Work and domestic time merged into a black hole that devoured my few leisure hours. I fell into a cycle of perpetual motion, squeezing in three hours’ work by midnight on a good day. The goals I had set myself drifted away on the waves of anxiety. Sleep was an erratic visitor now that day and night were increasingly indistinguishable. The stack of books beside the bed lay untouched, oppressively near and yet beyond reach, now that I lacked the time and the state of mind for reading. The grief I felt when my wife died was reactivated, like a dormant virus. So much of what I read about Covid-19 revived memories of her final hours, hooked to a ventilator, a plastic mask on her face, panic swimming in her eyes as inflammation swamped her lungs.
I hit a limit when a colleague joked during a conference call that I was struggling with my mental health, which was painful because, having slept for about five hours in the previous two nights, I was indeed struggling with my mental health. Grief creates a sense of timelessness which makes the days bearable but over a longer period becomes corrosive, because it deprives you of the rhythms of day and night, work and leisure, social life and solitary life. My brain was constantly flickering with low-level activity like a broken neon strip light. I was in urgent need of a break.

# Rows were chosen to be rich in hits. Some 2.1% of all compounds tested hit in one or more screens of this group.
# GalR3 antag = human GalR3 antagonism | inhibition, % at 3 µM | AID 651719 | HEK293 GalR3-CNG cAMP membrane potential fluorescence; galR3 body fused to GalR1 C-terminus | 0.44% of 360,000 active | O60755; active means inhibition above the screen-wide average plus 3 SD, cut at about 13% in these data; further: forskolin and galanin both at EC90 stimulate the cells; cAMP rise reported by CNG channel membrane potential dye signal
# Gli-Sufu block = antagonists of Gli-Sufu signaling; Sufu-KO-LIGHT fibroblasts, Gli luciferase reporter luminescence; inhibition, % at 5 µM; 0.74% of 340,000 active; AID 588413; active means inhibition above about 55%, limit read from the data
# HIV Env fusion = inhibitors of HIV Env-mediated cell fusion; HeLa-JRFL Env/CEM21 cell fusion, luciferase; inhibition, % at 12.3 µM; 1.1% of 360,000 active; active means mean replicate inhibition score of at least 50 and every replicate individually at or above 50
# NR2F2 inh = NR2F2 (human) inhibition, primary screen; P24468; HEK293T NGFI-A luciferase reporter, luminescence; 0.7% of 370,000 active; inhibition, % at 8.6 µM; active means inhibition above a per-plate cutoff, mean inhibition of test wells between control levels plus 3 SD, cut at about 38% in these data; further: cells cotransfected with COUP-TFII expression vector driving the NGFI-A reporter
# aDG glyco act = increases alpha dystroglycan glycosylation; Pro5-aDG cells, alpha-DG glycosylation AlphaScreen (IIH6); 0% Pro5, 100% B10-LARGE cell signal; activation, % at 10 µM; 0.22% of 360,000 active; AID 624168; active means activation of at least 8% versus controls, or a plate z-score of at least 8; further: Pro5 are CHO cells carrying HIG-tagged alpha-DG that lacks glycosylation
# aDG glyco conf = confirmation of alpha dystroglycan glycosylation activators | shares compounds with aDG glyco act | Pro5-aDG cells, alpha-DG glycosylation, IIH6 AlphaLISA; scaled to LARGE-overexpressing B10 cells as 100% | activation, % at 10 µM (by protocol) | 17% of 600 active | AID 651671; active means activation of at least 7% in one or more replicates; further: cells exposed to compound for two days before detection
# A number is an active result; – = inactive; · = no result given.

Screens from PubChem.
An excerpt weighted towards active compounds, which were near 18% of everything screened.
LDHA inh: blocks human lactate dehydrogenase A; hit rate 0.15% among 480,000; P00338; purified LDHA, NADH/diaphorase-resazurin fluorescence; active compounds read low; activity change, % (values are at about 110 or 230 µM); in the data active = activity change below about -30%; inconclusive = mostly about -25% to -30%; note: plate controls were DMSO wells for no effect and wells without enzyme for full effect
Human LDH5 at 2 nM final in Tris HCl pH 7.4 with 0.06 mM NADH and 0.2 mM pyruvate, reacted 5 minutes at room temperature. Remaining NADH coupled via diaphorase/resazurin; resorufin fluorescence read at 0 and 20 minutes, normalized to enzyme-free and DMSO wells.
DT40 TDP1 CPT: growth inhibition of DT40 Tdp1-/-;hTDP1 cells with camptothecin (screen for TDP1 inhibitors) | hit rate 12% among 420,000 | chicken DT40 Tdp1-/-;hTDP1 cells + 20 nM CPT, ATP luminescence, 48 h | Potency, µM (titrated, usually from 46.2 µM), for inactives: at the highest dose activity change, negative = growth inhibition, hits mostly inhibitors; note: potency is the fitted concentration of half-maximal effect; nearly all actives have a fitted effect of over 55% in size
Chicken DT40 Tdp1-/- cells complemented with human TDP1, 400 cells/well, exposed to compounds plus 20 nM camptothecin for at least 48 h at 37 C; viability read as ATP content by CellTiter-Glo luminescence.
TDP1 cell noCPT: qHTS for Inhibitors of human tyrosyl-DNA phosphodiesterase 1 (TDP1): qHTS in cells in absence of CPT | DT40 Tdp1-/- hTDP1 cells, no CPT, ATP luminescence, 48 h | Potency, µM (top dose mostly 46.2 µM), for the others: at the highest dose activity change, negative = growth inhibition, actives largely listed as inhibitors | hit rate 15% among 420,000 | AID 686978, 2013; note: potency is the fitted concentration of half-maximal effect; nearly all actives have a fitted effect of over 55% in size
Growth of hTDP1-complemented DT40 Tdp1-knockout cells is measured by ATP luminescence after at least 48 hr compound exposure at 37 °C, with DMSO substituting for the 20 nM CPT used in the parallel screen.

In early June one of my children had a week off school. I cut back my working hours – I work freelance, so in most cases I could simply skip a shift and go unpaid. I furloughed myself by reducing the amount I drew from the bank each month by 15%. I had fewer expenses, so this was no hardship, and I realise this choice is a privilege not everybody enjoys. This wasn’t about money: it was about time. Time to spend by myself and with my children. Time to relax, time to sleep. Even, occasionally, time to read. I sorted out some proper language lessons, so that I could turn one of my goals into a social engagement. As the weather improved, I went out for more walks, runs and sessions on the rollerblades.
Unfashionably, I don’t have much advice to offer here. Just be aware that isolation changes you and the way you interact with the world. Life won’t simply go back to normal: the world will have to be remade. Before corona we worried we were living in bubbles. Now we’ve retreated into cubicles, emerging only for ‘essential’, strictly functional, socially distant excursions. Everywhere beyond the front door is a hostile space, a hard hat area. It is a social trauma we will not easily recover from. Our lives have become separated by computers, window panes, face masks and plastic screens. It’s become easy to screen out our own suffering and other people’s at a time when human contact has become precious and fragile. When your neighbour smiles and waves through the window as she brings the shopping home, don’t assume all is well: it might be the only bright moment of her day. Make time for people. Give them a break. And if you can afford it, give yourself one too. That, and rollerblading is easier than it looks. Give it a try some time.